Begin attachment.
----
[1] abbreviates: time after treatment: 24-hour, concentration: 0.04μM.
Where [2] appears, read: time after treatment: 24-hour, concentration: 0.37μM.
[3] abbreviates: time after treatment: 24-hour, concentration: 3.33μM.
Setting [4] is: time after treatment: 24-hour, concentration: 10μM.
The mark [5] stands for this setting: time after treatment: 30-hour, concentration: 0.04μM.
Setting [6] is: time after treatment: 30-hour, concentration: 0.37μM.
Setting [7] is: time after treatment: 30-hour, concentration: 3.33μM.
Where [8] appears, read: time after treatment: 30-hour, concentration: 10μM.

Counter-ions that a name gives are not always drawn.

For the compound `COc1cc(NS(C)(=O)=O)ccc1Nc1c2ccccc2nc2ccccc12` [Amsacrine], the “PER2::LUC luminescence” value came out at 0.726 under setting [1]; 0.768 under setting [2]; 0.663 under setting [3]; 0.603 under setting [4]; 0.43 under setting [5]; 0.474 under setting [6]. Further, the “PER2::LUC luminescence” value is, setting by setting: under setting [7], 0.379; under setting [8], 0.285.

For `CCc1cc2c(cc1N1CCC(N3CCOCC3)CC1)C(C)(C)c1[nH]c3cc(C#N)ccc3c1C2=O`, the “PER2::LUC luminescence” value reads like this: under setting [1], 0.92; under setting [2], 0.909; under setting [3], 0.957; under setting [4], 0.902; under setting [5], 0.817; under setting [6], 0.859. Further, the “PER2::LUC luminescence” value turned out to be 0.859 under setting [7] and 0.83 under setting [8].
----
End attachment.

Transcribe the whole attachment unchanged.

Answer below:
[1] abbreviates: time after treatment: 24-hour, concentration: 0.04μM.
Where [2] appears, read: time after treatment: 24-hour, concentration: 0.37μM.
[3] abbreviates: time after treatment: 24-hour, concentration: 3.33μM.
Setting [4] is: time after treatment: 24-hour, concentration: 10μM.
The mark [5] stands for this setting: time after treatment: 30-hour, concentration: 0.04μM.
Setting [6] is: time after treatment: 30-hour, concentration: 0.37μM.
Setting [7] is: time after treatment: 30-hour, concentration: 3.33μM.
Where [8] appears, read: time after treatment: 30-hour, concentration: 10μM.

Counter-ions that a name gives are not always drawn.

For the compound `COc1cc(NS(C)(=O)=O)ccc1Nc1c2ccccc2nc2ccccc12` [Amsacrine], the “PER2::LUC luminescence” value came out at 0.726 under setting [1]; 0.768 under setting [2]; 0.663 under setting [3]; 0.603 under setting [4]; 0.43 under setting [5]; 0.474 under setting [6]. Further, the “PER2::LUC luminescence” value is, setting by setting: under setting [7], 0.379; under setting [8], 0.285.

For `CCc1cc2c(cc1N1CCC(N3CCOCC3)CC1)C(C)(C)c1[nH]c3cc(C#N)ccc3c1C2=O`, the “PER2::LUC luminescence” value reads like this: under setting [1], 0.92; under setting [2], 0.909; under setting [3], 0.957; under setting [4], 0.902; under setting [5], 0.817; under setting [6], 0.859. Further, the “PER2::LUC luminescence” value turned out to be 0.859 under setting [7] and 0.83 under setting [8].